Most Americans have smoke-free homes
Millions of nonsmokers still exposed to second-hand smoke
Four out of five U.S. adults report having voluntary smoke-free rules in their homes and three out of four report having voluntary smoke-free rules in their vehicles, according to a study published in the journal Preventing Chronic Disease, a publication of the Centers for Disease Control and Prevention (CDC).
National Adult Tobacco Survey respondents were classified as having smoke-free rules if they never allow smoking inside their homes or vehicles.
The highest prevalence of smoke-free rules in homes and vehicles occurred in states with comprehensive smoke-free laws and longstanding tobacco control programs.
Despite the trend toward smoke-free rules, the study found that almost 11 million non-smoking adults continue to be exposed to secondhand smoke in their home, and almost 17 million non-smoking adults continue to be exposed to secondhand smoke in a vehicle.
Additional study findings include:
- Eighty-one percent of U.S. adults report having smoke-free rules in their homes and 74 percent have smoke-free rules in their vehicles
- Eighty-nine percent of non-smokers report having smoke-free home rules, while only 48 percent of smokers have them.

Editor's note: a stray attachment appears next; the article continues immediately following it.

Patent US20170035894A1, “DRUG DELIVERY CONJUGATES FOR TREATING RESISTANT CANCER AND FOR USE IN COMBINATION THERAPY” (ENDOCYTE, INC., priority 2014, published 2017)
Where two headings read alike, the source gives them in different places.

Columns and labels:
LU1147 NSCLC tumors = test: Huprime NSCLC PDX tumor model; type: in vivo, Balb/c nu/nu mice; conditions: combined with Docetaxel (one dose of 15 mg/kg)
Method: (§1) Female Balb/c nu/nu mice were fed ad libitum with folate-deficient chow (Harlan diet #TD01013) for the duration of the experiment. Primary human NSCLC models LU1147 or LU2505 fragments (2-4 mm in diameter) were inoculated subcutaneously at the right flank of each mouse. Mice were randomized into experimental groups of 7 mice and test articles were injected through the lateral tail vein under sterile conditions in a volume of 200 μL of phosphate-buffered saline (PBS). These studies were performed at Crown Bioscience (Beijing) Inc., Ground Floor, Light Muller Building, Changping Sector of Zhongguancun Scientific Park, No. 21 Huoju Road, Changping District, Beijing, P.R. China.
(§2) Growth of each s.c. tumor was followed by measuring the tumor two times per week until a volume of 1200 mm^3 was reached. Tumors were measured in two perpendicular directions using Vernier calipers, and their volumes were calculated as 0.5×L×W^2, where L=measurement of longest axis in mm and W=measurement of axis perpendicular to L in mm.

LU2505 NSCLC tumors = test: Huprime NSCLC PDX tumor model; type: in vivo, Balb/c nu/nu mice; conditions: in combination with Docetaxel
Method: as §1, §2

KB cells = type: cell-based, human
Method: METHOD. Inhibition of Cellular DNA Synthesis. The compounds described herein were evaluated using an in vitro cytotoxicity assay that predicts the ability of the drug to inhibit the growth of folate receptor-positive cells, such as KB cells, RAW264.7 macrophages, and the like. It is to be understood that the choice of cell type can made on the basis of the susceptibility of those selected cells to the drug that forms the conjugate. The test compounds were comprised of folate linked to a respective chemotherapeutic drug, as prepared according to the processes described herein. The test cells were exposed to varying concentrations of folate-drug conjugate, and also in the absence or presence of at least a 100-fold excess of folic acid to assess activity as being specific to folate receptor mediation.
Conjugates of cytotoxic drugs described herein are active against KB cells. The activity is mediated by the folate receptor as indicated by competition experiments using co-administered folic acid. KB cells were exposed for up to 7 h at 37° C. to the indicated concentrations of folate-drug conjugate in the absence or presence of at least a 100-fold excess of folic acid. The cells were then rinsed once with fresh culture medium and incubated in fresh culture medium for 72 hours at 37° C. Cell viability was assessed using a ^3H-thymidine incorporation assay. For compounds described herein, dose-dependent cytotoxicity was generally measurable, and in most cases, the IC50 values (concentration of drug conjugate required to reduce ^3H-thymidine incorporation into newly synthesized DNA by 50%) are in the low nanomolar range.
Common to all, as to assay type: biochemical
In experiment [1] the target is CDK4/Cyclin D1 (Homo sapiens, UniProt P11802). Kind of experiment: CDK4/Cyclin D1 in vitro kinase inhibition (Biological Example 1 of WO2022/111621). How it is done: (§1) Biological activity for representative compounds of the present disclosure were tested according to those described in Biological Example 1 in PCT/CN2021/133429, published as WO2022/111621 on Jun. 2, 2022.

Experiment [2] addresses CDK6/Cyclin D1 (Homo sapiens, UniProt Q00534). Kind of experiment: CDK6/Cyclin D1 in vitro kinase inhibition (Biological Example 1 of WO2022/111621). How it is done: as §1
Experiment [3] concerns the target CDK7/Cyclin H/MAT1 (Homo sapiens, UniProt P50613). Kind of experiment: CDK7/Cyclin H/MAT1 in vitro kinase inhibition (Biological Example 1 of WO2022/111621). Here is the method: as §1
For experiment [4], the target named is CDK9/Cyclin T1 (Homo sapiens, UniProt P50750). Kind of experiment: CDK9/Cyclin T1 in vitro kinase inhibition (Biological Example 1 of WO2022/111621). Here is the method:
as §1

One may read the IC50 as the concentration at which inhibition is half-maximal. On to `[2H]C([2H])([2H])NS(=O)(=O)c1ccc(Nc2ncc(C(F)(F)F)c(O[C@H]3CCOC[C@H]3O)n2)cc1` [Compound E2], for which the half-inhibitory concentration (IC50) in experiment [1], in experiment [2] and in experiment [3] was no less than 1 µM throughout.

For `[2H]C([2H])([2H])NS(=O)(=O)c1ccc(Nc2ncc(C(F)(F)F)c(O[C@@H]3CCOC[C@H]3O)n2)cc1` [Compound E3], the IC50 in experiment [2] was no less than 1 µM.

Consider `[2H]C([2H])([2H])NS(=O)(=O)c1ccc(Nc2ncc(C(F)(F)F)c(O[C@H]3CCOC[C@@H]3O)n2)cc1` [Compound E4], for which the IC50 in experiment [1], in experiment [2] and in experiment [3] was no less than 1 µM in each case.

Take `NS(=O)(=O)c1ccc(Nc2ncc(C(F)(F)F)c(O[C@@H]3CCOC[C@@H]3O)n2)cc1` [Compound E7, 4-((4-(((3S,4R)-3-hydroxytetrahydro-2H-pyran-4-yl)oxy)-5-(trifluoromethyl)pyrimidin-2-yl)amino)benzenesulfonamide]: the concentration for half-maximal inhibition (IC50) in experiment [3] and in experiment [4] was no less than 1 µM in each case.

- Eighty-five percent of non-smokers report having smoke-free vehicle rules, while only 27 percent of smokers have them.
- Secondhand smoke exposure among nonsmokers in homes and vehicles was greatest among men, younger adults, non-Hispanic blacks, and those with a lower level of education.
- Many of the states with the lowest prevalence of smoke-free rules in homes and vehicles are states with a high prevalence of adult smoking.
Exposure to secondhand smoke causes heart disease and lung cancer in adult non-smokers. In children, secondhand smoke exposure causes more severe and frequent asthma attacks, acute respiratory infections, ear infections and sudden infant death syndrome (SIDS). Secondhand smoke exposure is responsible for an estimated 50,000 deaths each year in the United States.
The Surgeon General has concluded there is no safe level of exposure to secondhand smoke. Opening a window does not work, nor does any other ventilation system.